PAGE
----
This week includes all the regular links to new articles (if you are here for those, simply scroll down) but I thought I’d also share with you an essay I wrote years ago when I started running (edited to make it not terrible, and more current), to help you experience Djibouti. And don’t forget, if you’re looking for more of my essays and book recommendations, you’ll find them here.
To fully experience running in Djibouti crank up the thermostat to 110 degrees. Add a healthy dose of humidity. Picture a camel, an acacia tree, a few abandoned bath tubs, and blowing dust. Imagine the scent of frankincense, the warmth of steaming shaah, and the brilliantly colored dresses of Somali women – orange and purple, yellow and pink, vibrant against the dusty background. You’re halfway here already. Lace up your tennis shoes and come for a run with me through the Gabode neighborhood of Djibouti City, Djibouti.
“Allah Akbar! Allah Akbar!” God is great! From the neighborhood mosque, the muezzin sings the call to prayer at five a.m., stirring faithful Muslims from slumber and reminding them that prayer is better than sleep. My neighbors fumble through the darkness for prayer rugs and headscarves. I stumble through the darkness, eyes half-shut, and pull on my running pants.
The sun hasn’t yet risen with all her blazing fury to bake the streets so it is comparatively cool, but that is essentially meaningless. It is only, ever, hot.
I crank open our gate. Sometimes I see one of our neighbors come out at the same time as me for his morning run. We’ve never spoken more than a few words of greeting but have passed each other and waved on our runs for years. This morning, it is just me.
My feet fall into rhythm, sending little puffs of dust up around my ankles. The bread man approaches, pushing a green wagon and honking his bicycle horn to announce the arrival of fresh baguettes. He grins at me and jogs along for a few yards before waving me on. I dodge sleeping goats and a camel chewing on a plastic bag. Groups of young men walking to work at construction sites stop to ogle and women prepare breakfast from roadside stands.
Crows caw from a goob tree towering over the broken-down gas station, fighting over the cauliflower-like fruit. A bus zooms around the corner with earsplitting American rap music booming. The crows burst into flight and I jump over the curb to avoid an accident with the bus. The passengers wave, flash thumbs-up signs and nudge each other in the ribs. “Eega, naagta cad!” Look at the white woman.
At The 5th, a French grocery store, I wave to Ali as he turns the spit loaded with rotisserie chickens. He also has twins, a boy and a girl, like mine but younger. Ali lectured me recently about the danger of running.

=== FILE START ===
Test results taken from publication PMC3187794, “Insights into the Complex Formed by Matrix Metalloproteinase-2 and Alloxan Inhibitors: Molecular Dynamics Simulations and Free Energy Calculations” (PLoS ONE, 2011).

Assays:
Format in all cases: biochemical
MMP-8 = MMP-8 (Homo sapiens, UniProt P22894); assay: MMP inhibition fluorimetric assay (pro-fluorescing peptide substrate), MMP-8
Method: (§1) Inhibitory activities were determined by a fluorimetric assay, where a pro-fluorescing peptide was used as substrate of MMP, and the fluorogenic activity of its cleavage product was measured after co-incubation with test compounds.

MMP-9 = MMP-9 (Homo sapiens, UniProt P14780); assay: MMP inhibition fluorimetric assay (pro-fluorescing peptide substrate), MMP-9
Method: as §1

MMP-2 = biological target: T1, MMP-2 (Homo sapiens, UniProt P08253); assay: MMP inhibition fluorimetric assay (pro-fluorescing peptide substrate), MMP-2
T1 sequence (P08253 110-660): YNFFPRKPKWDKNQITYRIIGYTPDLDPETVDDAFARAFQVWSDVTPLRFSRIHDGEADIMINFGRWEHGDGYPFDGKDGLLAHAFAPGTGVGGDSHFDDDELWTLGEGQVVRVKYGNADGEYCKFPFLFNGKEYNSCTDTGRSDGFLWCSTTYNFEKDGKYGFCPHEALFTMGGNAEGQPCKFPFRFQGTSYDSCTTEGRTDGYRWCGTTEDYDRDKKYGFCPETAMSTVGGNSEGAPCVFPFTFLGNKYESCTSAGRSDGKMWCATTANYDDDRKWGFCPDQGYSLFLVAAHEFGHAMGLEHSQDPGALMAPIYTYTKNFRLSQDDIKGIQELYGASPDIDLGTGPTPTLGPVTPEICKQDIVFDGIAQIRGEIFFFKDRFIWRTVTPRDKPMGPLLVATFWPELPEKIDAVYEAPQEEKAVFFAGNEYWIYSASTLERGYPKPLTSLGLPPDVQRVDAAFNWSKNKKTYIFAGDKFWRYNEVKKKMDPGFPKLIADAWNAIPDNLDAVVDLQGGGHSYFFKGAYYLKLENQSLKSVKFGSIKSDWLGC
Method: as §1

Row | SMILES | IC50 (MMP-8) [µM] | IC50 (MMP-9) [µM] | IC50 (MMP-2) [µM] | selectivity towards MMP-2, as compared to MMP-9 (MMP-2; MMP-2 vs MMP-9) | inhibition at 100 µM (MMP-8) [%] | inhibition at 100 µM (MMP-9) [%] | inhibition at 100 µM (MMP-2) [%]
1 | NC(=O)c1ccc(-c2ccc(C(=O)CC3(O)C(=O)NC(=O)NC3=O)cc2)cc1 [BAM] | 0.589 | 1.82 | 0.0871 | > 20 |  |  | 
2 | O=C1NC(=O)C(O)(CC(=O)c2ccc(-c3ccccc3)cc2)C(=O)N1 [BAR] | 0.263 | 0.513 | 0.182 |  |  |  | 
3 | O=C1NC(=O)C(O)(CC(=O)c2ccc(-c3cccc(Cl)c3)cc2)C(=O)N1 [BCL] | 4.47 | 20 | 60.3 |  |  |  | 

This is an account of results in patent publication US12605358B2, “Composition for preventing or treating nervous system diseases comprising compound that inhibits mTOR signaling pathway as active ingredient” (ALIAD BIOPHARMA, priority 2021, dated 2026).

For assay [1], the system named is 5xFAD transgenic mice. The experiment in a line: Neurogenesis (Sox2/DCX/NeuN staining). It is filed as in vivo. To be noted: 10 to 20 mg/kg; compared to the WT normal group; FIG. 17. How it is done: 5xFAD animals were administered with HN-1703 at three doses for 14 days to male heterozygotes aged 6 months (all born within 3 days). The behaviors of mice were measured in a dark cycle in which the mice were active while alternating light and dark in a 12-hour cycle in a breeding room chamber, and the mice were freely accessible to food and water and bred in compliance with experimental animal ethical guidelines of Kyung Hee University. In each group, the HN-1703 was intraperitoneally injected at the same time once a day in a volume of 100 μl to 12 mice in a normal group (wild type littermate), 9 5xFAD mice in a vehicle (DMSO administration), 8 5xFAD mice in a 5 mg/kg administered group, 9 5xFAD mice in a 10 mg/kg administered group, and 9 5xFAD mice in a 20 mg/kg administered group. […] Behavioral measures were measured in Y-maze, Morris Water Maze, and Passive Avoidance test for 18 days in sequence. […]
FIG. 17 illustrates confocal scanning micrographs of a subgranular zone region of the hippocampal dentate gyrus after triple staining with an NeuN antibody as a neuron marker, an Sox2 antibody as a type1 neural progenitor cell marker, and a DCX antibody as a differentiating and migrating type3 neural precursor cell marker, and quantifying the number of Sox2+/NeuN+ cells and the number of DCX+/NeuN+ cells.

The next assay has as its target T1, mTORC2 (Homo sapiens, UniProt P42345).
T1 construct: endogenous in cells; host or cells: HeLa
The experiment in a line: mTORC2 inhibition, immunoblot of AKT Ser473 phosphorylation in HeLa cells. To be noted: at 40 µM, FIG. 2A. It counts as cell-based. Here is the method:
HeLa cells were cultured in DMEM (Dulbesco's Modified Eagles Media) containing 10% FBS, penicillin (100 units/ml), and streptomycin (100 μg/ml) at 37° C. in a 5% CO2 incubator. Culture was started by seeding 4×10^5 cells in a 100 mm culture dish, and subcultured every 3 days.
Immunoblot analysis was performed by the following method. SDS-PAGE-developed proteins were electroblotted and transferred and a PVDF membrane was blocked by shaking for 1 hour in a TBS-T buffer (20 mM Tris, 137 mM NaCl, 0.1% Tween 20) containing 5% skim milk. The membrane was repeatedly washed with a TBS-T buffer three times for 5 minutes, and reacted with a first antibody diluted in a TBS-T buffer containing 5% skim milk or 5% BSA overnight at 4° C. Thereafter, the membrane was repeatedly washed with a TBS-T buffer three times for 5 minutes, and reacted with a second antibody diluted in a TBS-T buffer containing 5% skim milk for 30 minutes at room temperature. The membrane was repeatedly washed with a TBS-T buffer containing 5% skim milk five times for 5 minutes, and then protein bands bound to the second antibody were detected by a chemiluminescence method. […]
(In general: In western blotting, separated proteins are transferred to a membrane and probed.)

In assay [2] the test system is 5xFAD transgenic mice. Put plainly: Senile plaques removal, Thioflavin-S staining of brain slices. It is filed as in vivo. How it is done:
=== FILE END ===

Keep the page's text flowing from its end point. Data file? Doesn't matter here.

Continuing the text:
“You’ll be too skinny,” he said.
“Your legs will be tired.”
“It can’t be good for your heart.”
I thank him for the concern, and ignore it.
I could have caught a few more minutes of sleep. I could avoid the stares, the heat and the dust. But then I would never smell the perfumed incense wafting from the neighbor’s house or watch the wild parrots settle into the neem tree in the rose glow of the rising sun. I wouldn’t know our quarter’s bread man or greet Ali and my neighbor.
I can sense the changing of the seasons in my body, in how much I sweat and what my quads feel and in how long it takes to recover from a hard run. I can sense the seasons in the various flowers or dust levels and in the flight patterns of birds. I will carry those sensations with me no matter where we live and sometimes, on a long run in Minnesota or in Kenya or in Paris, I experience a flash of parrot, baguette, heat, a memory of the call to prayer. God is great.
News from the Horn
New book, The Last Nomad, follows a Somali woman’s life from being a nomad in Somalia to a nurse in California. I’m excited to read this book soon in our Horn of Africa bookclub here in Djibouti.
US press secretary Jen Psaki claims there are no troops on the ground in Somalia and Yemen. Local reports differ.
An Almost-Country in the Desert that Doesn’t Care about Your Understanding of Politics. Looking at Somaliland’s election.
“Djibouti was made for the big screen” Indian film director talks about filming in Djibouti during Covid.
Why do so many countries have military bases in Djibouti? This article veers away from the headline quite a bit and gets pretty negative. Some might find it interesting. Some will surely dispute the claims.
Somaliland’s Deaf National Football Team Flies to Nairobi to participate in a tournament. I wonder if some of them learned from the school Annalena Tonelli started?
Sheraton Djibouti aims to…ahem…improve? I gotta say they have a ways to go.
See you in two weeks!